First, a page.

Cannabis extracts are created by passing a solvent through finely ground cured or fresh cannabis material, including the flower, leaves, and stems. When made with fresh flowers, extracts are sometimes called live resin. Common solvents include safe choices like CO2 or solvents like butane, hexane, and more that can be toxic if not properly purged from the extract.
Another way to enjoy cannabis extracts is by dabbing them. Dabbing is a form of vaporizing and works on much the same principle as vape pens in that the extract is applied to a heating element in order to cause its vaporization.
What is Cannabis Extract?
It is also possible to add cannabis extract to a joint or blunt. Some users will add their marijuana concentrate to their marijuana flower or other dry herb as they roll their joint or blunt. This works best if you have a messy extract like oil or a crumbly extract like honeycomb and isolates. It is also possible to add cannabis extract to the outside of a joint or blunt, sometimes called twaxing.
In order to get started dabbing, you’ll need a few tools, including a torch similar to those used to make creme brulee, a specially equipped water pipe called a dab rig, and a surface that can be heated like a titanium or ceramic nail or a quartz bucket.
For that reason, it is often suggested that cannabis extracts be added to foods and beverages after they are cooked. This will reduce exposure of cannabinoids to high heat and minimize loss of potency.
Other forms of cannabis are solid and are usually sold either as resin or dried plant material. In commercially-produced medical cannabis oils, the concentrations of CBD and THC tend to be well-controlled, which makes it easy to calculate doses.
Cannabis oils are extracts from cannabis plants. Unprocessed, they contain the same 100 or so active ingredients as the plants, but the balance of compounds depends on the specific plants the oil comes from. The two main active substances in cannabis plants are cannabidiol, or CBD, and delta-9 tetrahydrocannabinol, or THC. Oil extracted from hemp plants can contain a lot of CBD, while oil from skunk plants will contain far more THC. THC produces the high that recreational cannabis users seek, while oils for medical use contain mostly CBD.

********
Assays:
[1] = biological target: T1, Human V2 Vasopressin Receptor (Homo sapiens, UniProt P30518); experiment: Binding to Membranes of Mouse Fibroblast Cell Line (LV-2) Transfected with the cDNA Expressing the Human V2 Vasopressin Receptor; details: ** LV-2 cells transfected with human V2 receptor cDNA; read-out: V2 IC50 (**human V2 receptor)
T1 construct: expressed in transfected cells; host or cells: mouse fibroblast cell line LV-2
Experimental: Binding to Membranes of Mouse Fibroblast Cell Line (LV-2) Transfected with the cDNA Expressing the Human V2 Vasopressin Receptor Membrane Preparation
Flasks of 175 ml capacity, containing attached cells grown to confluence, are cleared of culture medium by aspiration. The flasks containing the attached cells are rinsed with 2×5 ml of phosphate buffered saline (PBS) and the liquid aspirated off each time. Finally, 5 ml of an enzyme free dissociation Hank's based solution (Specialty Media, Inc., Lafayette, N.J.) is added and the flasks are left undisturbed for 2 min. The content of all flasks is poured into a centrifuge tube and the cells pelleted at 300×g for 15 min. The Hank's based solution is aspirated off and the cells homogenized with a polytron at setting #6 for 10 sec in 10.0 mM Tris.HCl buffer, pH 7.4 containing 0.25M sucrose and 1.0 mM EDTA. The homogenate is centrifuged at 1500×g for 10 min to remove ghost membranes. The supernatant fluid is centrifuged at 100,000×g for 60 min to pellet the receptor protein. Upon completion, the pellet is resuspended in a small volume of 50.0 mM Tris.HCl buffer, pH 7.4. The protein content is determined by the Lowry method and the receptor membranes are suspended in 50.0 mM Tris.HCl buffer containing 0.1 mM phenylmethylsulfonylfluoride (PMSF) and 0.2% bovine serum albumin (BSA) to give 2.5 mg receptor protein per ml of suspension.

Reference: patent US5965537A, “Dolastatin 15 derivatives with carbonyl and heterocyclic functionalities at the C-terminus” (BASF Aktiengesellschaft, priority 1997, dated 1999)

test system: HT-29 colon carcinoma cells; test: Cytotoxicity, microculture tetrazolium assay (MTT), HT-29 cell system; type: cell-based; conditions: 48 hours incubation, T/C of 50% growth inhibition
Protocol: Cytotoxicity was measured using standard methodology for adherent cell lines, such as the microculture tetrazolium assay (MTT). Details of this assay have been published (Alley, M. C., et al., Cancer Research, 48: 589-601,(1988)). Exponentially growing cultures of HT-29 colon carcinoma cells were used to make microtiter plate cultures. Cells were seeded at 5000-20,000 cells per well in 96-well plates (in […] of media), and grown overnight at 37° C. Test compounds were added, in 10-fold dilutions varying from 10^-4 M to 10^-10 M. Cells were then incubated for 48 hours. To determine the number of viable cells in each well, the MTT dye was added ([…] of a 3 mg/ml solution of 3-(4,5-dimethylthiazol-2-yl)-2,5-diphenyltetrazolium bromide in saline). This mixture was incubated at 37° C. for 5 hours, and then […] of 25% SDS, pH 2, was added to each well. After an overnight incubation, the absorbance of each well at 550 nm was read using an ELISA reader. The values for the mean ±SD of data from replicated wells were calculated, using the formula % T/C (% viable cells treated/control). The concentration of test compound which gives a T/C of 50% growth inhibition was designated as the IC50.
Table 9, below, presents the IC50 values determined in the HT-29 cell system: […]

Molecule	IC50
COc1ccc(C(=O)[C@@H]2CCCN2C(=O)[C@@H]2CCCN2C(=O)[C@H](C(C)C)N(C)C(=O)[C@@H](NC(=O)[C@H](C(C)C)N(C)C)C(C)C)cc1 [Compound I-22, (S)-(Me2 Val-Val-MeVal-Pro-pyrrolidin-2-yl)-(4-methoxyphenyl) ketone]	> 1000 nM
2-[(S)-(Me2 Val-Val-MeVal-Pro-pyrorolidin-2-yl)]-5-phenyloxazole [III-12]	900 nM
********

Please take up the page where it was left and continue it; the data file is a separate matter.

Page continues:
Does it work as a medicine?
CBD is an anticonvulsant, and some other compounds in the plant, including THC and cannabidivarin, may be too. There is good evidence from clinical trials in the US and Europe that pharmaceutical preparations of CBD can treat two severe forms of childhood epilepsy known as Dravet syndrome and Lennox-Gastaut syndrome. Both forms of epilepsy often fail to improve with existing epilepsy drugs. CBD is generally considered safe, but some trials have reported side effects including dry mouth, lightheadedness and altered liver enzyme activity.
Four drugs based on cannabis compounds are already on the market in Europe. Among them are Nabilone, a synthetic compound that mimics THC, is prescribed for nausea and vomiting caused by chemotherapy, and Sativex, an oil that contains equal parts THC and CBD, is used to treat muscle spasms in multiple sclerosis. Both contain too much THC to administer to children. “The only medicines that are approved in the UK would get children stoned,” said David Nutt, professor of neuropsychopharmacology at Imperial College, London.
Cannabis oil can only be sold legally in Britain if it contains less than 0.05% THC. But the nation’s medicines regulator, the MHRA, announced recently that even pure CBD could not be sold as a medicine without first going through the usual clinical testing and safety checks required for all new medicines. This month, the US Food and Drug Administration will consider the approval of Epidiolex, a CBD-based medicine from GW Pharmaceuticals, which has completed such clinical trials. The European Medicines Agency (EMA) will rule on the drug early next year. If the EMA approves Epidiolex, it could be available to prescribe to named patients in Britain next year, Brexit notwithstanding.